So you’re the coach of a youth baseball team and the day of the game is here. At practices, you got into a routine about the types of things you needed to have a good practice. You probably had a practice plan, your equipment bag including balls, catcher’s equipment and helmets. But now that game day has arrived, there are a variety of things you need to have to be fully prepared.
As a guide, we’ve put together a list of things a coach will need to have to insure that when they get to the field, they’re ready to go. Make sure you plan appropriately by having as many of these items either prepared or with you on game day.
Batting Order and Lineup
In advance, you should have put together your lineup to start the game. This is going to include the batting order as well as the defensive position each player will start the game at. Also, if you plan to move some players around to different positions on the field, it’s helpful if you have that mapped out in advance. Each coach should also have a sheet that includes your full roster of players, whether they are starting or not.
In addition to your starting lineup, you should have a plan for how you will substitute your players as the game moves along. Many youth leagues will require all players to play a certain number of innings or make a plate appearance. Having a substitution pattern set up in advance will help alleviate any game day stress of trying to meet that requirement. It’s also a good way of providing an equal amount of playing time for all players.
No coach should come to a game without at least a basic first aid kit. You shouldn’t expect another coach or parent to provide this. In fact, we would recommend that you make sure you have a fully stocked first aid kit. It should also include ice packs to help reduce swelling if players have been hit by the ball.
Make sure you have a scorebook to keep track of what’s happening in the game. Coaches will need to follow along to make sure they know who’s coming up to bat as well as which players are in or out of the game. They will also use the scorebook to refer to after the game.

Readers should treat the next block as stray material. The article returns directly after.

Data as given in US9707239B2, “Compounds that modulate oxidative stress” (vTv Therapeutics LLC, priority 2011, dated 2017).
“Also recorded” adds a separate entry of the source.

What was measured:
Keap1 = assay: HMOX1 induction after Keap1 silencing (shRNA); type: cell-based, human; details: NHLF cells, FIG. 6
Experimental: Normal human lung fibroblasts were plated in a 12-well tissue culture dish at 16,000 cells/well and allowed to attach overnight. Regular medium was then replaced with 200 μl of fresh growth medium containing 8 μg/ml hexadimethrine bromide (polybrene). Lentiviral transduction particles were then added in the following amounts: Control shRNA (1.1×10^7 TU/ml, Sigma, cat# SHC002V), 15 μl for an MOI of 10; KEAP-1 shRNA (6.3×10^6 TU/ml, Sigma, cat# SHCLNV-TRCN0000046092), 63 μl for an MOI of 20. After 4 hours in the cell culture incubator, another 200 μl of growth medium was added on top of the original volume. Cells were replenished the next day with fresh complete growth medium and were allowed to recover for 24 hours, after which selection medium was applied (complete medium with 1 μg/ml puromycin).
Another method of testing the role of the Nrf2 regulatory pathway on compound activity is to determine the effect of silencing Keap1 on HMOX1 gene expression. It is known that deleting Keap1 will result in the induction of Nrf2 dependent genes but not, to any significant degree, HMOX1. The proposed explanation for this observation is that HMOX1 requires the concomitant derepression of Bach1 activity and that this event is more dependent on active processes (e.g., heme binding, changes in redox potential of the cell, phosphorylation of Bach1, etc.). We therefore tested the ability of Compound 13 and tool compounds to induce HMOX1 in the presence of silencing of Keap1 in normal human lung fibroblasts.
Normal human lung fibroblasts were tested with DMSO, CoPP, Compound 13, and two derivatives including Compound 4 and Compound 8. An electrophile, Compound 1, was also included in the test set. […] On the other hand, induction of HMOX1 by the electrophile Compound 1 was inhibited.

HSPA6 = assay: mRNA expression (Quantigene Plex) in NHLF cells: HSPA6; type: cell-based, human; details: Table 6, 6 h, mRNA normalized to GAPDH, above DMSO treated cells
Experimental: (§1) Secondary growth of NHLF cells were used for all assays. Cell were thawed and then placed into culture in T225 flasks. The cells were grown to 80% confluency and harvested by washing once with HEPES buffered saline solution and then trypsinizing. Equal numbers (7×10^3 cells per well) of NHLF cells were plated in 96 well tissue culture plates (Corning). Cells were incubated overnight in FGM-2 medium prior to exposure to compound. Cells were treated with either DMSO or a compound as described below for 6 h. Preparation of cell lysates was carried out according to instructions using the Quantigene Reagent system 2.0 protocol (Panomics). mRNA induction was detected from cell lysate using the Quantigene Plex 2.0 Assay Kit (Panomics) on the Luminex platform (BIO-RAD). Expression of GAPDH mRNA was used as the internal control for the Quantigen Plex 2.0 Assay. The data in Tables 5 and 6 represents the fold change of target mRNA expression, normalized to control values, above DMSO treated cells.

Coaches should have a good understanding of the rules used by their particular league, but it’s always a good idea to have a copy of those rules with you. Although you may not refer to it during the game, there could be a time that you’ll need to look at it or have one of your assistants do so.
Teams will normally have some time to take the field and get warmed up prior to the game. It certainly won’t be like a full practice session but players should get a chance to field some grounders or fly balls as well as take a few swings will the bat.
Coaches should bring a tool such as an Accubat or Fungo for hitting some pop ups, fly balls or grounders to their players. The Accubat is recommended for it’s ease of hitting the ball much more accurately.
Also, if the coach has a speed bat to help players with their swings, they should have it with them on game day. This bat is intended to help players increase bat swing speed, improve their contact point and dramatically improve hitting mechanics.
Some teams may also want to practice in the pre-game by having players hit hard plastic whiffle type baseballs made to be hit by aluminum or metal bats. If that’s something you do, make sure to pack some of those plastic balls before you leave for the game.
Make sure you have some extra water available for your players. As we know, baseball is played in some of the warmest months of the year. Add to that a dry and sometimes dusty baseball field, and your team will need some hydration. And after the game, it’s a good idea to make sure there are other types of refreshments available for your players. It helps for coaches to have a schedule in which parents will provide these on a rotating basis.
These are just some of the things that youth baseball coaches should have prepared in advance for game day. This is certainly not al all-inclusive list but should at least provide a starting point for you. So start getting prepared for the game and above all, have fun.